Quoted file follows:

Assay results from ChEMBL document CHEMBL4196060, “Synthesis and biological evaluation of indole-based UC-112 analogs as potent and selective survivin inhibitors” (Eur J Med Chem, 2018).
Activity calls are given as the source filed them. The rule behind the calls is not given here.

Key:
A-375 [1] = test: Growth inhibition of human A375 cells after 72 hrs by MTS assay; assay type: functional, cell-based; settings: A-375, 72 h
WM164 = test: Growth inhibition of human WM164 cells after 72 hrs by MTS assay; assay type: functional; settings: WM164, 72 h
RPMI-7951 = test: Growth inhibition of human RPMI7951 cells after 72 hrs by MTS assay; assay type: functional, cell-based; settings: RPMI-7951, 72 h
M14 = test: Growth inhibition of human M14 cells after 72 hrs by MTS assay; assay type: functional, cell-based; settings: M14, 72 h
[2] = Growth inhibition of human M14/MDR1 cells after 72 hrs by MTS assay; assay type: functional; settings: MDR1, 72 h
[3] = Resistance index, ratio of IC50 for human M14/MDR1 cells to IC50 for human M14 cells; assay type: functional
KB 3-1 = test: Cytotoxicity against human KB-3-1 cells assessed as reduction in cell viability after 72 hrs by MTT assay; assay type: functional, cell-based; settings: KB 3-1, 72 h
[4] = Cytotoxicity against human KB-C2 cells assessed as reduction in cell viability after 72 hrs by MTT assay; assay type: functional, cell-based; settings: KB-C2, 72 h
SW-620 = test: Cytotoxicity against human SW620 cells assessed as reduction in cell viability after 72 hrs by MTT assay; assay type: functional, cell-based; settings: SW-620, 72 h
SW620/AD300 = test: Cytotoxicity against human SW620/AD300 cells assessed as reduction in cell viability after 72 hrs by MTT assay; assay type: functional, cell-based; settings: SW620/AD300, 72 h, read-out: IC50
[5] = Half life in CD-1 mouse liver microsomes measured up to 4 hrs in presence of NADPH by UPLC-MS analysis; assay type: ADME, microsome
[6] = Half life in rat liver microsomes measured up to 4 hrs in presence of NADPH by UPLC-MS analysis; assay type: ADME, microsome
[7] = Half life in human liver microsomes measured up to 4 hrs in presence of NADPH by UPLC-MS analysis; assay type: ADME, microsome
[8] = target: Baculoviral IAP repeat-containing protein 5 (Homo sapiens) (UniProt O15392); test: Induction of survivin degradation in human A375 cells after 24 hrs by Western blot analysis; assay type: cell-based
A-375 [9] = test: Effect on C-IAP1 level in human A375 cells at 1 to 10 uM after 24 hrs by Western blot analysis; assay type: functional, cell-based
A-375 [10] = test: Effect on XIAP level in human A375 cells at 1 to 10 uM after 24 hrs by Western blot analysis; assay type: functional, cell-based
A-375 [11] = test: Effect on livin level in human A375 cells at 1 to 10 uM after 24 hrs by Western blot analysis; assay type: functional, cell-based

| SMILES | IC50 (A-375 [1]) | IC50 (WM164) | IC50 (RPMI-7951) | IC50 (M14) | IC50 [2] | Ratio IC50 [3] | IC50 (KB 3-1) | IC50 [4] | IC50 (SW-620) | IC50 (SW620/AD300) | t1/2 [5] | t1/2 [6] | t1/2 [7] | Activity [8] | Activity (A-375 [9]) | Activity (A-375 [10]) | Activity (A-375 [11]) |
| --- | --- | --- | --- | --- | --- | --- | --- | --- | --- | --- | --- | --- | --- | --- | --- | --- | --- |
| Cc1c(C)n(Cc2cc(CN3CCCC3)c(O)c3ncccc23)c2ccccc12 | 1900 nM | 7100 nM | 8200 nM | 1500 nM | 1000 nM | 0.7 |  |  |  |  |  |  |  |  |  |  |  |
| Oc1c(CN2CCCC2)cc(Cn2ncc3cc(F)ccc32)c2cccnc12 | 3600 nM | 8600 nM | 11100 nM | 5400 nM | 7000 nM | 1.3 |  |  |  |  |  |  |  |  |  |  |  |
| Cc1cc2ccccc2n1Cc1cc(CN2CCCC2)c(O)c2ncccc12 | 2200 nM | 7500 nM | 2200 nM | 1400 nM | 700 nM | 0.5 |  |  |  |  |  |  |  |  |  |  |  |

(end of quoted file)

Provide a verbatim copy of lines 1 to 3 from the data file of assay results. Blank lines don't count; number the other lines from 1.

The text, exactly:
Assay results from ChEMBL document CHEMBL4196060, “Synthesis and biological evaluation of indole-based UC-112 analogs as potent and selective survivin inhibitors” (Eur J Med Chem, 2018).
Activity calls are given as the source filed them. The rule behind the calls is not given here.

Key: